Sonorheometry assessment of platelet function in cardiopulmonary bypass patients

Correlation of blood clot stiffness with platelet integrin αiIbβ3 activity, aspirin usage, and transfusion risk

Francesco Viola, Xiefan Lin-Schmidt, Castigliano Bhamidipati, Doris M. Haverstick, William F. Walker, Gorav Ailawadi, Michael B. Lawrence

Research output: Contribution to journalArticle

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Abstract

Background Impaired platelet function may underlie bleeding associated with cardiopulmonary bypass (CPB) and at present is incompletely evaluated with existing diagnostic technologies. Sonorheometry (SR) is a recently developed ultrasound-based technology that quantifies hemostasis and platelet activity from a blood sample by measuring ex vivo clot stiffness (S). We hypothesized that impaired platelet-fibrin interactions as assessed by SR would correlate with transfusion during CPB and history of prior aspirin therapy. Methods Thirty-nine patients undergoing elective cardiopulmonary bypass (CPB) were enrolled following informed consent (University of Virginia IRB#14050) in a prospective observational pilot study to assess pre-operative platelet function and transfusion frequency. To assess platelet activity, abciximab was added to blood prior to SR and native S versus abciximab treated S created a differential test for platelet activity. Patient blood samples were activated with kaolin and SR was then used to measure clot stiffness. Patients were transfused with blood products as directed by clinical practice, with the surgical team blinded to SR results. Results Blood clot stiffness with and without abciximab, was compared in a ratio test (S/Sabciximab) named the Platelet Function Index (PFI). PFI was hypothesized to be positively correlated with platelet contributions through integrin αIIbβ3 to clot stiffness. PFI for CPB subjects was lower for those receiving transfusions than those not receiving transfusions (p < 0.006). A receiver-operator characteristics (ROC) analysis correlating the PFI with the blinded surgical team's decision on transfusions that included platelet concentrates generated an area under the curve (AUC) of 0.79 (p < 0.001). Additionally, the mean value of PFI for subjects on aspirin therapy was lower than for those not on aspirin therapy (p < 0.02) and correlated with a 1.73-fold enhanced risk of receiving a peri-operative transfusion. Conclusion Evaluation of platelet function with SR may help in the specification of blood transfusion needs in cardiac surgery and in the assessment of aspirin effects on risk of surgical bleeding.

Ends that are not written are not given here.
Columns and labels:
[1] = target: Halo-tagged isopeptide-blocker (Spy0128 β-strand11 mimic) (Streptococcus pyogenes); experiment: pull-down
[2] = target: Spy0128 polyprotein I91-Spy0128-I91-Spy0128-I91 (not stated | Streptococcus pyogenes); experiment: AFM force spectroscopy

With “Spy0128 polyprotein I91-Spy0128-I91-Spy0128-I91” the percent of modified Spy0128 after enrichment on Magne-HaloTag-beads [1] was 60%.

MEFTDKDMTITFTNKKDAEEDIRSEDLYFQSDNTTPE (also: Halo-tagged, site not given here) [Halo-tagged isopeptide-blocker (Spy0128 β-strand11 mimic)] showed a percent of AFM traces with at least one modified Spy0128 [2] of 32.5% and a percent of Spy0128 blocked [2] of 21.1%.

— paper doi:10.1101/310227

Original languageEnglish (US)
Pages (from-to)96-102
Number of pages7
JournalThrombosis Research
Volume138
DOIs
StatePublished - Jul 22 2015
Externally publishedYes

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Cardiopulmonary Bypass
Integrins
Aspirin
Thrombosis
Blood Platelets
Platelet Transfusion
Hemorrhage
Technology
Kaolin
Research Ethics Committees
Hemostasis
Fibrin
Informed Consent
Blood Transfusion
Thoracic Surgery
Area Under Curve
Observational Studies
Therapeutics

ASJC Scopus subject areas

  • Hematology

Cite this

Sonorheometry assessment of platelet function in cardiopulmonary bypass patients : Correlation of blood clot stiffness with platelet integrin αiIbβ3 activity, aspirin usage, and transfusion risk. / Viola, Francesco; Lin-Schmidt, Xiefan; Bhamidipati, Castigliano; Haverstick, Doris M.; Walker, William F.; Ailawadi, Gorav; Lawrence, Michael B.

In: Thrombosis Research, Vol. 138, 22.07.2015, p. 96-102.

Research output: Contribution to journalArticle